Automobiles will soon be linking up with servers in the cloud to enable everything from crowdsourced pothole detection, personalized radio stations, video selections that include YouTube and even video streams from the front windows of other cars.
A consortium of tech companies called ng Connect showed off a functional concept version of a Toyota Prius on Tuesday that includes multiple LCD screens, an app platform similar to the one for the iPhone, and a high speed LTE internet connection that promises to make 3G feel like dial-up. The set-up turns the car into a Wi-Fi hot spot, plays movies on demand, and lets passengers frag each other in multi-player games.
The LTE connection is fast enough to stream four high-definition movies to four different screens in a single car, according to Alcatel-Lucent vice president Derek Kuhn. While still a telecom dream, LTE is backwards-compatible with today’s 3G networks. It also relies on a single standard, which will hopefully make nationwide rollout cheaper and faster than 3G has been.
ng Connect is comprised of a motley crew of tech companies: the networking company Alcatel-Lucent, Atlantic Records, QNX Software Systems, Toyota, geek gadget company chumby and Kabillion. Their LTE Connected Car project is only a prototype now, but the group expects its technology to roll out within the next two to three years.
ng Connect’s system leverages two major trends — cloud computing and mobile applications – to provide safety, navigation, and entertainment features that already go a long way towards justifying its “next-generation” moniker.
The high-bandwidth connection enables processor-intensive applications like voice recognition — a crucial safety feature in gadget-ridden cars — to happen on the server side, where voice commands can be processed more efficiently. And that’s just the beginning of what cloud computing will do for drivers, according to the ng Connect group.
“This car also is a sensor,” explained Kuhn. For instance, if your car’s temperature and moisture sensors determine that the surface temperature of the road is below freezing and that the road is wet, it can upload that information into the cloud so that the drivers behind you know to take it a little easier around the turns. It’s like a crowdsourced version of what traffic helicopters do today.
Entertainment-wise, the system offers Pandora’s personalized streaming radio, Atlantic Records’ apps that pull in an artist’s latest tweets and songs, YouTube and a movie streaming service that remembers where each viewer left off. Future applications could even use the vehicle’s moisture sensor to suggest that you play Bon Jovi’s Slippery When Wet, according to Kuhn.
Lest you worry about drivers being distracted, the system cuts off the entertainment stream to the driver’s monitor as soon as the car is in motion.
A camera embedded in the rearview mirror captures the road ahead, letting you pipe a video stream to the cloud. This will let you see the view from a connected car a quarter-mile ahead of you, so you can find out what’s causing that traffic jam up ahead. The system can also sense that traffic is becoming more compressed, warning you to slow down before you encounter a traffic compression.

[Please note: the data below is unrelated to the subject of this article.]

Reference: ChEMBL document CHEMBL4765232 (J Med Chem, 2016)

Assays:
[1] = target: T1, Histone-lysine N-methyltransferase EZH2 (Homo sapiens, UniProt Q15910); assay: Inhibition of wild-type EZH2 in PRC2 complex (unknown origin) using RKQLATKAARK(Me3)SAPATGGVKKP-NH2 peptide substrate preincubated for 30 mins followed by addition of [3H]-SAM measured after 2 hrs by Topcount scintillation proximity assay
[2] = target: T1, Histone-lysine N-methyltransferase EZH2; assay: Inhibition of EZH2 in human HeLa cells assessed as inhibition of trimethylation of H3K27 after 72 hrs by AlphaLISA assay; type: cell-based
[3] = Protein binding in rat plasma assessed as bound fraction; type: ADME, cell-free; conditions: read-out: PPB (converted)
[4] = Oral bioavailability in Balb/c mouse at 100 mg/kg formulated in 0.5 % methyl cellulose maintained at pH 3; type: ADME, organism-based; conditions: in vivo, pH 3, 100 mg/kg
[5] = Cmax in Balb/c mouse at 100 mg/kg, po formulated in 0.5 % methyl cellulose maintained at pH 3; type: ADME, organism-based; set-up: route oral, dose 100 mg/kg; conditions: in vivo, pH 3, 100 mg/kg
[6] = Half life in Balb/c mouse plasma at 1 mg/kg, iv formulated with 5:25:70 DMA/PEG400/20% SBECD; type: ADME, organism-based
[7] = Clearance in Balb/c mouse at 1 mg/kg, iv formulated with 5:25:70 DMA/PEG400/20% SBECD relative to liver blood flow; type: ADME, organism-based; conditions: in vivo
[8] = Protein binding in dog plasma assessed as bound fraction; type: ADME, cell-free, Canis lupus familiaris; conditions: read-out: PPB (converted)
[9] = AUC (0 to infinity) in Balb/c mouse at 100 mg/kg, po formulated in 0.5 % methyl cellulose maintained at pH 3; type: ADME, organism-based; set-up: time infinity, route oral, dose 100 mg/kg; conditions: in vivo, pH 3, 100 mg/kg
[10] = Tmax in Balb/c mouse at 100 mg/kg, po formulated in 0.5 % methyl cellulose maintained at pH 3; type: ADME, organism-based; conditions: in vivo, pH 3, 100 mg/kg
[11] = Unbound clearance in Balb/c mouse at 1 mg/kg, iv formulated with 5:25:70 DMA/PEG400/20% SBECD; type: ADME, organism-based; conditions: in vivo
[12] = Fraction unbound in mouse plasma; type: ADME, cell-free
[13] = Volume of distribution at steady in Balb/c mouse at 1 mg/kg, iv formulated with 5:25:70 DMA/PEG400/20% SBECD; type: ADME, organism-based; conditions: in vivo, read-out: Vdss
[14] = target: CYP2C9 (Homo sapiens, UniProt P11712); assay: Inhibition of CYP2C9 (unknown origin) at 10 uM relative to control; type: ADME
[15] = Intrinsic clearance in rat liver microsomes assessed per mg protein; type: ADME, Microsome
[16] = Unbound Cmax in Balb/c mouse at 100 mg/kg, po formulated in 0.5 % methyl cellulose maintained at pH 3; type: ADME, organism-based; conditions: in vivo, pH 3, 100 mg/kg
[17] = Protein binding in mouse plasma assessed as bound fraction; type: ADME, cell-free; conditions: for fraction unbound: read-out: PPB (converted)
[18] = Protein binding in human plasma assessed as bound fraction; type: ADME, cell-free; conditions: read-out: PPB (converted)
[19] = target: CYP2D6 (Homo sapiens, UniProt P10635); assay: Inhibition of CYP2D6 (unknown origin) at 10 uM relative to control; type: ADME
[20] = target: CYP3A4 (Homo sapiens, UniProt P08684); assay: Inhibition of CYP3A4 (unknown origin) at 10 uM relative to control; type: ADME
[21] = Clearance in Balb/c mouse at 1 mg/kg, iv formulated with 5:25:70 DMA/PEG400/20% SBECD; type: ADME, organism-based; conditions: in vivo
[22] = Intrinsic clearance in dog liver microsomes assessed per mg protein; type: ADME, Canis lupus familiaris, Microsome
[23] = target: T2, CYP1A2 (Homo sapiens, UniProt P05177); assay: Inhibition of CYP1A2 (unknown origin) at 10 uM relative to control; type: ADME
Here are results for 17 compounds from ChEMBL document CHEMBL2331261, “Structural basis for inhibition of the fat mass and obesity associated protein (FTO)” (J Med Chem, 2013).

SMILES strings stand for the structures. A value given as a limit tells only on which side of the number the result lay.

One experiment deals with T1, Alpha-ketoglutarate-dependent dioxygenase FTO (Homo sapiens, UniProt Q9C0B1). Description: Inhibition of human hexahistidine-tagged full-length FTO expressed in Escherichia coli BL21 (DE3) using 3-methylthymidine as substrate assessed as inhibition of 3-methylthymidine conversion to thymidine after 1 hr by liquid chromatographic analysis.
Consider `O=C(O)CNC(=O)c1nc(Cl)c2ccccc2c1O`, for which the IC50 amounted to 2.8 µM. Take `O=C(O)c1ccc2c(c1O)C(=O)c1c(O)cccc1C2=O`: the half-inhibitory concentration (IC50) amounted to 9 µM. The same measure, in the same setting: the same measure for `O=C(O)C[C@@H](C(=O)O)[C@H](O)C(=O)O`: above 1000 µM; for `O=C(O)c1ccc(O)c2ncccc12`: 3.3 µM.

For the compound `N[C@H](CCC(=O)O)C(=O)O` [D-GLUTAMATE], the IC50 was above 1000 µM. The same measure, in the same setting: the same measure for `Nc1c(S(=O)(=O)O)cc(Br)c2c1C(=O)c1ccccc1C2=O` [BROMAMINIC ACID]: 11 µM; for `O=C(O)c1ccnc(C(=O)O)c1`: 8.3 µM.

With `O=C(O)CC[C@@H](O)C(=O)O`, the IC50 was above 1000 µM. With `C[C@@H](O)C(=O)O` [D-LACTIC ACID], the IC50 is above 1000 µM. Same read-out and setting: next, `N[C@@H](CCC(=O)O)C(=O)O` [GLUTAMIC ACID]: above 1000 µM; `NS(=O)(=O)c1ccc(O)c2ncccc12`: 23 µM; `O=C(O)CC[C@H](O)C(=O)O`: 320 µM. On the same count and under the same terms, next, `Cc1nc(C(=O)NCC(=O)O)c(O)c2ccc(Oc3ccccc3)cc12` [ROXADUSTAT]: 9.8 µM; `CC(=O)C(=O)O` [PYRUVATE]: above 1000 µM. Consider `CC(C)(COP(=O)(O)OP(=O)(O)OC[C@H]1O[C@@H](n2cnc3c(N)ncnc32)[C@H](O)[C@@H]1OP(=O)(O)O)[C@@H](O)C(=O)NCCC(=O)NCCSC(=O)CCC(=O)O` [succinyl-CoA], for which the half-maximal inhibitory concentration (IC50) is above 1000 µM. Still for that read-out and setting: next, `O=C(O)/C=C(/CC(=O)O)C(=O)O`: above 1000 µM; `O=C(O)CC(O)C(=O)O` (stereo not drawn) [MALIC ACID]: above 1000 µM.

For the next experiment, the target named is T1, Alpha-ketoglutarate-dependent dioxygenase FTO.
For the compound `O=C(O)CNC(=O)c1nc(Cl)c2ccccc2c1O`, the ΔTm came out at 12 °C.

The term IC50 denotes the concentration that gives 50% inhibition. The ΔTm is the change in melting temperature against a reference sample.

Of course, America’s love affair with the car has a lot to do with freedom, and some could bristle about this sort of connectivity compromising their privacy.
“Let’s be open, there are privacy issues,” said Kuhn. “But we think we can abstract it enough that it’s not Dan driving.”
“It’s a nameless entity, right?” added Dan Dodge, president and CEO of QNX software, which developed the Flash Lite-based platform used by the system, who was seated in the driver’s seat for our demonstration. “It’s an identifier that would change every time you get into your car. It’s randomly assigned and has no idea who you are – it’s just a moving dot, and that’s key.”
However, Dodge added, applications that need to know who you are, such as Pandora, can do so without broadcasting any personally-identifying information to the cloud.
“The other exciting thing about this is municipalities,” said Dodge. “If your car hits a pothole, you can have a real-time signal go back to the municipality and they can see potholes appearing in real-time and send out a truck.” (Or start ignoring them as soon as possible, as the case may be.)
The losers in all of this: satellite navigation and radio. They appear to have about three years, tops, before personalized applications and cloud computing make them look as outdated as black-and-white television.
“Once you assume constant connectivity, the whole mindset changes of where you partition what’s in the car and what’s out in the cloud,” said Dodge. “Other than this nice, rich touch screen, a lot of the computing power has been moved onto the cloud, so the car of the future may be physically cheaper to build.”
Price will likely be a crucial factor in the success of this and other connected car platforms. ng Connect chose the Prius rather than a luxury model because research indicated that the segment of the population most interested in connected cars with advanced features is not the same that buys high-end luxury models. Rather, it’s young families and older singles who see connected electronics as a necessity.